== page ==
Next we’ll talk about sbt-release, a way to define a more sophisticated set of steps for a release.

Using Your Published Release

Once your staging repository is closed, it usually takes 15 minutes or so for Sonatype to sync to Maven Central. If you want to use it immediately you can add the Sonatype releases repository:

If you have a SNAPSHOT release, you’ll need to add:

Using sbt-release

Sometimes you want a step-by-step interactive process for doing releases to make sure you don’t forget anything. sbt-release is a popular solution to this problem. To set it up, add to plugins.sbt:

Then make sure your version is defined in version.sbt in your project root. This needs to be in a separate file because it’s updated during the release process:

Then add the following information to build.sbt (in addition to the information you added above):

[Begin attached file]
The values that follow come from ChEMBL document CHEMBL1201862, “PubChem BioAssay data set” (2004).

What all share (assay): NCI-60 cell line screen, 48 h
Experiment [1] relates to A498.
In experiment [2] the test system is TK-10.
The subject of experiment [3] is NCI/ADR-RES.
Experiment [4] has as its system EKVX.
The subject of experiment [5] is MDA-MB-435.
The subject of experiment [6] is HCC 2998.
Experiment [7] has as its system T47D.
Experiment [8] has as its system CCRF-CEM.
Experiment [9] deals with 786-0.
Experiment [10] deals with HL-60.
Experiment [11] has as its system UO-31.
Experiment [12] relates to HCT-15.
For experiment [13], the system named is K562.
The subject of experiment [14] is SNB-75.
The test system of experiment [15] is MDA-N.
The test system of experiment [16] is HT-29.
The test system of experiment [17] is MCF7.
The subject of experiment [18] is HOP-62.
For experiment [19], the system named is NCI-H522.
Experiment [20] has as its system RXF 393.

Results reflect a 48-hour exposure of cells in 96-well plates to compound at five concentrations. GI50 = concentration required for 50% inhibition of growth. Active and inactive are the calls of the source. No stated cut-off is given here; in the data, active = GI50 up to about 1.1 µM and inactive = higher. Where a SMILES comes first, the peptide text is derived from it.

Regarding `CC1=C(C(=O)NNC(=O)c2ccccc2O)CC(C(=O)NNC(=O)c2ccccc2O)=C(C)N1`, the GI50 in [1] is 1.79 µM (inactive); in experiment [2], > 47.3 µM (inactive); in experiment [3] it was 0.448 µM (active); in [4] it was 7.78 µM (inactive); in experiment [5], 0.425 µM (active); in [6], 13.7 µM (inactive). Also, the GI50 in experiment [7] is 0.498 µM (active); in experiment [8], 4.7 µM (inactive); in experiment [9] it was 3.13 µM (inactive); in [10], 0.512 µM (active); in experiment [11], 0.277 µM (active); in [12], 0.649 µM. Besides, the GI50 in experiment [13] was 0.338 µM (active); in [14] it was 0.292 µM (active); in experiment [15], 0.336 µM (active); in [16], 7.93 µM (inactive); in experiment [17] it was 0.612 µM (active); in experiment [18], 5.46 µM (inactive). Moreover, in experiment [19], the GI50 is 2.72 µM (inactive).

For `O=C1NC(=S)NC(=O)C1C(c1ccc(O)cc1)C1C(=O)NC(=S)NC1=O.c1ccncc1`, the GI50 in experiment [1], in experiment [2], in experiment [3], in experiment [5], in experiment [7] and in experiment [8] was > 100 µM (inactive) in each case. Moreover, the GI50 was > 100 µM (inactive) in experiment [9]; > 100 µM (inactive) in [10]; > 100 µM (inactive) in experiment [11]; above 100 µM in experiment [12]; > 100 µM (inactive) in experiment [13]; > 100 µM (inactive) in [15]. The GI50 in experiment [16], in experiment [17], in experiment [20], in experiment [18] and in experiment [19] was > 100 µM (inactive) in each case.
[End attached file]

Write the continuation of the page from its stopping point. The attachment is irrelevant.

This defines a set of steps for doing a release:

  1. Check that there are no SNAPSHOT dependencies. In other words, all dependencies should point to a stable release, not a snapshot.
  2. Ask the user for current and next versions.
  3. Run clean.
  4. Run test.
  5. Set the release version in version.sbt.
  6. Commit the release version.
  7. Tag the release in git (by default this will be something like v1.2.3).
  8. Run the +publishSigned command to publish for all crossScalaVersions.
  9. Set the next version in version.sbt.
  10. Commit the release version.
  11. Finally, push the changes to the remote git repository.

At this point, you can run the sbt release command anytime you want to create a new release. The whole process looks something like this:

If this all worked, congratulate yourself on your new release process!